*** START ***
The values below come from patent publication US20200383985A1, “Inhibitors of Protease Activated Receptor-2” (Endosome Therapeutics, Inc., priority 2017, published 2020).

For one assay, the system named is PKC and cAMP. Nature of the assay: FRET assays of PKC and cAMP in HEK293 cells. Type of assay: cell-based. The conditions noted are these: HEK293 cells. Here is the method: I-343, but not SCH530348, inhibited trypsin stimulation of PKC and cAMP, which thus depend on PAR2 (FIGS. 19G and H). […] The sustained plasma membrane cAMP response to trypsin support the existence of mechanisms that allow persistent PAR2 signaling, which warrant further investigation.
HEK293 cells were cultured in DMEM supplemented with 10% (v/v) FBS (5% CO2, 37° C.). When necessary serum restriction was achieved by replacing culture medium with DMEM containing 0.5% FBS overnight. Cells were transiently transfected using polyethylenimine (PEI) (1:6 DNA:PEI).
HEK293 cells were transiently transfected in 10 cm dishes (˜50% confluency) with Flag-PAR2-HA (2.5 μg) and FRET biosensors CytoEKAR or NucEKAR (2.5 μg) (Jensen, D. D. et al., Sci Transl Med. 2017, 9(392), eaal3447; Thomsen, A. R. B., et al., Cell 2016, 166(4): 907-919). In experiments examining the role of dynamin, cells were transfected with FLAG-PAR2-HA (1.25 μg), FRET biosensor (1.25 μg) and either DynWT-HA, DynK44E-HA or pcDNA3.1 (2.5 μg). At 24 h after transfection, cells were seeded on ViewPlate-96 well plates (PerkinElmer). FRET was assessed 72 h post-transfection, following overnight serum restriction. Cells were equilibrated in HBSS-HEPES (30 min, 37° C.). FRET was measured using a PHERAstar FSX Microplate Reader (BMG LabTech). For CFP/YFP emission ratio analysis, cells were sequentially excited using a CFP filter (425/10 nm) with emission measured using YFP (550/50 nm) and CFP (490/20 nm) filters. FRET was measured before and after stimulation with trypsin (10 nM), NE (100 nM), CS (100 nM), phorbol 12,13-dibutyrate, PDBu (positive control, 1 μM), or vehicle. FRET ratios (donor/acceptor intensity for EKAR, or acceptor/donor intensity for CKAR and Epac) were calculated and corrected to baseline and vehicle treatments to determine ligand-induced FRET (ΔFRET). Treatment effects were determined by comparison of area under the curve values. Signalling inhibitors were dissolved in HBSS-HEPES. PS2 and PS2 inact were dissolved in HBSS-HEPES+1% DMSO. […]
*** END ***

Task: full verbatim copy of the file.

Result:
The values below come from patent publication US20200383985A1, “Inhibitors of Protease Activated Receptor-2” (Endosome Therapeutics, Inc., priority 2017, published 2020).

For one assay, the system named is PKC and cAMP. Nature of the assay: FRET assays of PKC and cAMP in HEK293 cells. Type of assay: cell-based. The conditions noted are these: HEK293 cells. Here is the method: I-343, but not SCH530348, inhibited trypsin stimulation of PKC and cAMP, which thus depend on PAR2 (FIGS. 19G and H). […] The sustained plasma membrane cAMP response to trypsin support the existence of mechanisms that allow persistent PAR2 signaling, which warrant further investigation.
HEK293 cells were cultured in DMEM supplemented with 10% (v/v) FBS (5% CO2, 37° C.). When necessary serum restriction was achieved by replacing culture medium with DMEM containing 0.5% FBS overnight. Cells were transiently transfected using polyethylenimine (PEI) (1:6 DNA:PEI).
HEK293 cells were transiently transfected in 10 cm dishes (˜50% confluency) with Flag-PAR2-HA (2.5 μg) and FRET biosensors CytoEKAR or NucEKAR (2.5 μg) (Jensen, D. D. et al., Sci Transl Med. 2017, 9(392), eaal3447; Thomsen, A. R. B., et al., Cell 2016, 166(4): 907-919). In experiments examining the role of dynamin, cells were transfected with FLAG-PAR2-HA (1.25 μg), FRET biosensor (1.25 μg) and either DynWT-HA, DynK44E-HA or pcDNA3.1 (2.5 μg). At 24 h after transfection, cells were seeded on ViewPlate-96 well plates (PerkinElmer). FRET was assessed 72 h post-transfection, following overnight serum restriction. Cells were equilibrated in HBSS-HEPES (30 min, 37° C.). FRET was measured using a PHERAstar FSX Microplate Reader (BMG LabTech). For CFP/YFP emission ratio analysis, cells were sequentially excited using a CFP filter (425/10 nm) with emission measured using YFP (550/50 nm) and CFP (490/20 nm) filters. FRET was measured before and after stimulation with trypsin (10 nM), NE (100 nM), CS (100 nM), phorbol 12,13-dibutyrate, PDBu (positive control, 1 μM), or vehicle. FRET ratios (donor/acceptor intensity for EKAR, or acceptor/donor intensity for CKAR and Epac) were calculated and corrected to baseline and vehicle treatments to determine ligand-induced FRET (ΔFRET). Treatment effects were determined by comparison of area under the curve values. Signalling inhibitors were dissolved in HBSS-HEPES. PS2 and PS2 inact were dissolved in HBSS-HEPES+1% DMSO. […]